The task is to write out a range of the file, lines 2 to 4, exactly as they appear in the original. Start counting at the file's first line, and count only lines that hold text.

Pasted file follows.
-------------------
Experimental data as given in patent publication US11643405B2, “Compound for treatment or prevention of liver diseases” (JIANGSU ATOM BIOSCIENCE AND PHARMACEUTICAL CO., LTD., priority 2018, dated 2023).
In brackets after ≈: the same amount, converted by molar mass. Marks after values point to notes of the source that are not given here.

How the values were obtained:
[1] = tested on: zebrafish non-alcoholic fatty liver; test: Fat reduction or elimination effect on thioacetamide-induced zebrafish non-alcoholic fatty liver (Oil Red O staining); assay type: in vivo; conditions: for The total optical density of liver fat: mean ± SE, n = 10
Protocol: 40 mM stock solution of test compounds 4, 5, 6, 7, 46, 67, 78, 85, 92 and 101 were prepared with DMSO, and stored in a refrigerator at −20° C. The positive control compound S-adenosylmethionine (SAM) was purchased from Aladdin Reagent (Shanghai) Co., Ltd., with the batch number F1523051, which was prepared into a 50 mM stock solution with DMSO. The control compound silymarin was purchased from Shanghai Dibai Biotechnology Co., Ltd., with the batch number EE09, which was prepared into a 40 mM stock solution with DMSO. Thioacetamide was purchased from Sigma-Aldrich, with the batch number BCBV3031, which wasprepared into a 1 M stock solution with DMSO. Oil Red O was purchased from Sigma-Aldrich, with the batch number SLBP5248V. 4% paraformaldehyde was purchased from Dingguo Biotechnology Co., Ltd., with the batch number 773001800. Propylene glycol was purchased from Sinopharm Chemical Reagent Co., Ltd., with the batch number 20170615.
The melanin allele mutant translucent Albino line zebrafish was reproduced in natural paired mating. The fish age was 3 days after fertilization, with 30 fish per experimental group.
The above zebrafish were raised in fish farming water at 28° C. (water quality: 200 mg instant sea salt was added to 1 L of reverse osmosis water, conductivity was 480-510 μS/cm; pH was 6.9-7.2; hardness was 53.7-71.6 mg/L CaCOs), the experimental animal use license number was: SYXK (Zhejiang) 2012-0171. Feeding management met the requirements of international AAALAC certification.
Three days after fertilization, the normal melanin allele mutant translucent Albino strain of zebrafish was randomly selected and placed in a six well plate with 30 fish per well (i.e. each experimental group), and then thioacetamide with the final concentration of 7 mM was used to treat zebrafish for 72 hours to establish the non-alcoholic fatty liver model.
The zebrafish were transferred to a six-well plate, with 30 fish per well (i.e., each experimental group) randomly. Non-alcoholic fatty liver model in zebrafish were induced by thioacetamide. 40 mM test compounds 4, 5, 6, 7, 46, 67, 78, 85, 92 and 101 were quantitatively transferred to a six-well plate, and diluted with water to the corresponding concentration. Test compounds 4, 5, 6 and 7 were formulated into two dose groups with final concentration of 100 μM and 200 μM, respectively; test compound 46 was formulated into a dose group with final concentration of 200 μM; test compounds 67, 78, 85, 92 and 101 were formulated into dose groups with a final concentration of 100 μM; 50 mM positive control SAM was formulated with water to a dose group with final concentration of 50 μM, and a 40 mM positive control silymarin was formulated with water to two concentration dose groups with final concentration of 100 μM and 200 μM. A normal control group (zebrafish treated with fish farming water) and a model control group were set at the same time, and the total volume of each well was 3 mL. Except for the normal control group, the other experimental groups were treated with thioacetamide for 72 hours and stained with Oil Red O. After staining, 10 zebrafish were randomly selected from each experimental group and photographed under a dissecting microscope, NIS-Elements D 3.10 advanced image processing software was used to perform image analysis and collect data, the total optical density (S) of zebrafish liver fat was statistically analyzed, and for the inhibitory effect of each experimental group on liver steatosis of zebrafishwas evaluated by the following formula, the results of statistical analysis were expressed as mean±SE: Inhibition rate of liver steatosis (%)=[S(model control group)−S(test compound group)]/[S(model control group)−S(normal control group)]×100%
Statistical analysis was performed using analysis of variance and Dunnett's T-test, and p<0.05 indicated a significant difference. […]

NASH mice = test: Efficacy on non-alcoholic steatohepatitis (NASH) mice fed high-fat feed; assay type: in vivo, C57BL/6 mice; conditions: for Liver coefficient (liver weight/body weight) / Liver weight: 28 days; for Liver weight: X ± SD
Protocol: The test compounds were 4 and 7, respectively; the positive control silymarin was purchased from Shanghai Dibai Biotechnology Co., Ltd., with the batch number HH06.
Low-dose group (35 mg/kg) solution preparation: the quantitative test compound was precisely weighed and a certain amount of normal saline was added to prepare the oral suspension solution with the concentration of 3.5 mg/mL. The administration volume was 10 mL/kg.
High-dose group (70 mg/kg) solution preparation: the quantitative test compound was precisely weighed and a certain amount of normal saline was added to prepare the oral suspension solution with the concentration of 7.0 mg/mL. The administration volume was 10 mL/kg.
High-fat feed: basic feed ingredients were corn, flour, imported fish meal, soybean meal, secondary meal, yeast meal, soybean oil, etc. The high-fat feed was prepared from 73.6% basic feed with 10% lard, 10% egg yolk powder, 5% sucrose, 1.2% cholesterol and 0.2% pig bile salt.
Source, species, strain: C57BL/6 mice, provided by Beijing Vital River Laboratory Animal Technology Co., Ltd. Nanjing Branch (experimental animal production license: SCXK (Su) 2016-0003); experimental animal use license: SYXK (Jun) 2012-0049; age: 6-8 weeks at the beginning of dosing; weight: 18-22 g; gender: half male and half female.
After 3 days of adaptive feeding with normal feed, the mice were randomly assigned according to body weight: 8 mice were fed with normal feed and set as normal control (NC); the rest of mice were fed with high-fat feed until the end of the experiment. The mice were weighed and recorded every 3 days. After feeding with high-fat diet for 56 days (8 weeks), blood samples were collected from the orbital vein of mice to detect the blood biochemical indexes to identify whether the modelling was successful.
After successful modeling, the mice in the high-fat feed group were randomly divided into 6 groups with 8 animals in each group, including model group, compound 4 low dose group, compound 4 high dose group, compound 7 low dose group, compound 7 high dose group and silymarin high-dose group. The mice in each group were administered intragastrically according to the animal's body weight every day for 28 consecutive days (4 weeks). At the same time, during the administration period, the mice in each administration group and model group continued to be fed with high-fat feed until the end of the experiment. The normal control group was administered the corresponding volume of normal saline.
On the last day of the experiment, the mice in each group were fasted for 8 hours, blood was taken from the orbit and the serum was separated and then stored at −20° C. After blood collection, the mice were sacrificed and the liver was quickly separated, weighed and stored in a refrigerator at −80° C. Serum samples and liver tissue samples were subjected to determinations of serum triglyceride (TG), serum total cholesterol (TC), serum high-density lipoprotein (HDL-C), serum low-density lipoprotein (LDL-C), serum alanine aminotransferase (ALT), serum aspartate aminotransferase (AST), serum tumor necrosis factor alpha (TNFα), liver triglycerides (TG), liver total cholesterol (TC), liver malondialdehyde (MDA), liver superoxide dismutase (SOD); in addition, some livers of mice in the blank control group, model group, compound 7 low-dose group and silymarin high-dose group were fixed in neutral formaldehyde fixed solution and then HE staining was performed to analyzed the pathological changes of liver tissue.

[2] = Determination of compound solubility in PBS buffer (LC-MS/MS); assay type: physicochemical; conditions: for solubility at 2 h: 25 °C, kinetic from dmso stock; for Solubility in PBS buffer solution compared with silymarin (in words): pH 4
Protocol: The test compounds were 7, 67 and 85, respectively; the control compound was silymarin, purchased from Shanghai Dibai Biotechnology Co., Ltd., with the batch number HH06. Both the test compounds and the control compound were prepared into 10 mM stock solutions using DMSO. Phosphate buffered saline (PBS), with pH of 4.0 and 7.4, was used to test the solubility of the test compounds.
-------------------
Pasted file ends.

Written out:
In brackets after ≈: the same amount, converted by molar mass. Marks after values point to notes of the source that are not given here.

How the values were obtained:
[1] = tested on: zebrafish non-alcoholic fatty liver; test: Fat reduction or elimination effect on thioacetamide-induced zebrafish non-alcoholic fatty liver (Oil Red O staining); assay type: in vivo; conditions: for The total optical density of liver fat: mean ± SE, n = 10